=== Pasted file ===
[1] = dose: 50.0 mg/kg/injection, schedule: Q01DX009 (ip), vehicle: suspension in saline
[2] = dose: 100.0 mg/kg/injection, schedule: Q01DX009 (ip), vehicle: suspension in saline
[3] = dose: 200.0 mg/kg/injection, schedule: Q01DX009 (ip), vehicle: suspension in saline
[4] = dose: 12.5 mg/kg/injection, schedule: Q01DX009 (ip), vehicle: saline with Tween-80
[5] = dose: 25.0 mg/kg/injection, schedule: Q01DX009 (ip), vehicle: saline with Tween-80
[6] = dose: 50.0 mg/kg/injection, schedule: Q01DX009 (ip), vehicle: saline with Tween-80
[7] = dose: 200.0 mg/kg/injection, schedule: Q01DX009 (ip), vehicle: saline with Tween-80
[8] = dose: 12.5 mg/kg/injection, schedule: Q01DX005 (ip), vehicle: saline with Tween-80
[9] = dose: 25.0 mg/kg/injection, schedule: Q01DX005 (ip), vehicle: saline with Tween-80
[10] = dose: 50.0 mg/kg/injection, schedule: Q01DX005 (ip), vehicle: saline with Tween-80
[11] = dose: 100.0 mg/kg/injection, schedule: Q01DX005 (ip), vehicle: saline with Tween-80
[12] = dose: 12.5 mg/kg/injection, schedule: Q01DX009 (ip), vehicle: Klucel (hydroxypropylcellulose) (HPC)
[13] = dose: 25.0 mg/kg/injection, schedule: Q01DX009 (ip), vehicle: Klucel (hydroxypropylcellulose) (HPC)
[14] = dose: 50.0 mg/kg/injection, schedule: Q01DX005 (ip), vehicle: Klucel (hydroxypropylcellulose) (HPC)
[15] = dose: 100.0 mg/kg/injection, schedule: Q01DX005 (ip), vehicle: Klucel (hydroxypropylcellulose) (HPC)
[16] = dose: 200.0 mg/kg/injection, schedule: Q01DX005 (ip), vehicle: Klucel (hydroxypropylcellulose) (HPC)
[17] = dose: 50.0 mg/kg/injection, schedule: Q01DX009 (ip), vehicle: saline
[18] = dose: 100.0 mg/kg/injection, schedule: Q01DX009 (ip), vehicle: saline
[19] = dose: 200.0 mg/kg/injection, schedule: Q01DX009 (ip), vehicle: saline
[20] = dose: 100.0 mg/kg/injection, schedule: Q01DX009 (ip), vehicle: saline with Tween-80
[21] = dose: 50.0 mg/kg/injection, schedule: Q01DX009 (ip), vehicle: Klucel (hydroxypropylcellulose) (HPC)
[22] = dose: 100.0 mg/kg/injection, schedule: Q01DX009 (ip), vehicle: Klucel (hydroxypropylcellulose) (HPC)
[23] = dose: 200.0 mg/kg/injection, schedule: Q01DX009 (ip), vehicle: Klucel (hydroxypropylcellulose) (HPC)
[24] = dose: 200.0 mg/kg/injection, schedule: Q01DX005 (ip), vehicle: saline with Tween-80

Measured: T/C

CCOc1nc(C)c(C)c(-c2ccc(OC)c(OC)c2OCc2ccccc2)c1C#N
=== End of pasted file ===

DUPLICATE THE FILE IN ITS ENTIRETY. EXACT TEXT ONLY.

[1] = dose: 50.0 mg/kg/injection, schedule: Q01DX009 (ip), vehicle: suspension in saline
[2] = dose: 100.0 mg/kg/injection, schedule: Q01DX009 (ip), vehicle: suspension in saline
[3] = dose: 200.0 mg/kg/injection, schedule: Q01DX009 (ip), vehicle: suspension in saline
[4] = dose: 12.5 mg/kg/injection, schedule: Q01DX009 (ip), vehicle: saline with Tween-80
[5] = dose: 25.0 mg/kg/injection, schedule: Q01DX009 (ip), vehicle: saline with Tween-80
[6] = dose: 50.0 mg/kg/injection, schedule: Q01DX009 (ip), vehicle: saline with Tween-80
[7] = dose: 200.0 mg/kg/injection, schedule: Q01DX009 (ip), vehicle: saline with Tween-80
[8] = dose: 12.5 mg/kg/injection, schedule: Q01DX005 (ip), vehicle: saline with Tween-80
[9] = dose: 25.0 mg/kg/injection, schedule: Q01DX005 (ip), vehicle: saline with Tween-80
[10] = dose: 50.0 mg/kg/injection, schedule: Q01DX005 (ip), vehicle: saline with Tween-80
[11] = dose: 100.0 mg/kg/injection, schedule: Q01DX005 (ip), vehicle: saline with Tween-80
[12] = dose: 12.5 mg/kg/injection, schedule: Q01DX009 (ip), vehicle: Klucel (hydroxypropylcellulose) (HPC)
[13] = dose: 25.0 mg/kg/injection, schedule: Q01DX009 (ip), vehicle: Klucel (hydroxypropylcellulose) (HPC)
[14] = dose: 50.0 mg/kg/injection, schedule: Q01DX005 (ip), vehicle: Klucel (hydroxypropylcellulose) (HPC)
[15] = dose: 100.0 mg/kg/injection, schedule: Q01DX005 (ip), vehicle: Klucel (hydroxypropylcellulose) (HPC)
[16] = dose: 200.0 mg/kg/injection, schedule: Q01DX005 (ip), vehicle: Klucel (hydroxypropylcellulose) (HPC)
[17] = dose: 50.0 mg/kg/injection, schedule: Q01DX009 (ip), vehicle: saline
[18] = dose: 100.0 mg/kg/injection, schedule: Q01DX009 (ip), vehicle: saline
[19] = dose: 200.0 mg/kg/injection, schedule: Q01DX009 (ip), vehicle: saline
[20] = dose: 100.0 mg/kg/injection, schedule: Q01DX009 (ip), vehicle: saline with Tween-80
[21] = dose: 50.0 mg/kg/injection, schedule: Q01DX009 (ip), vehicle: Klucel (hydroxypropylcellulose) (HPC)
[22] = dose: 100.0 mg/kg/injection, schedule: Q01DX009 (ip), vehicle: Klucel (hydroxypropylcellulose) (HPC)
[23] = dose: 200.0 mg/kg/injection, schedule: Q01DX009 (ip), vehicle: Klucel (hydroxypropylcellulose) (HPC)
[24] = dose: 200.0 mg/kg/injection, schedule: Q01DX005 (ip), vehicle: saline with Tween-80

Measured: T/C

CCOc1nc(C)c(C)c(-c2ccc(OC)c(OC)c2OCc2ccccc2)c1C#N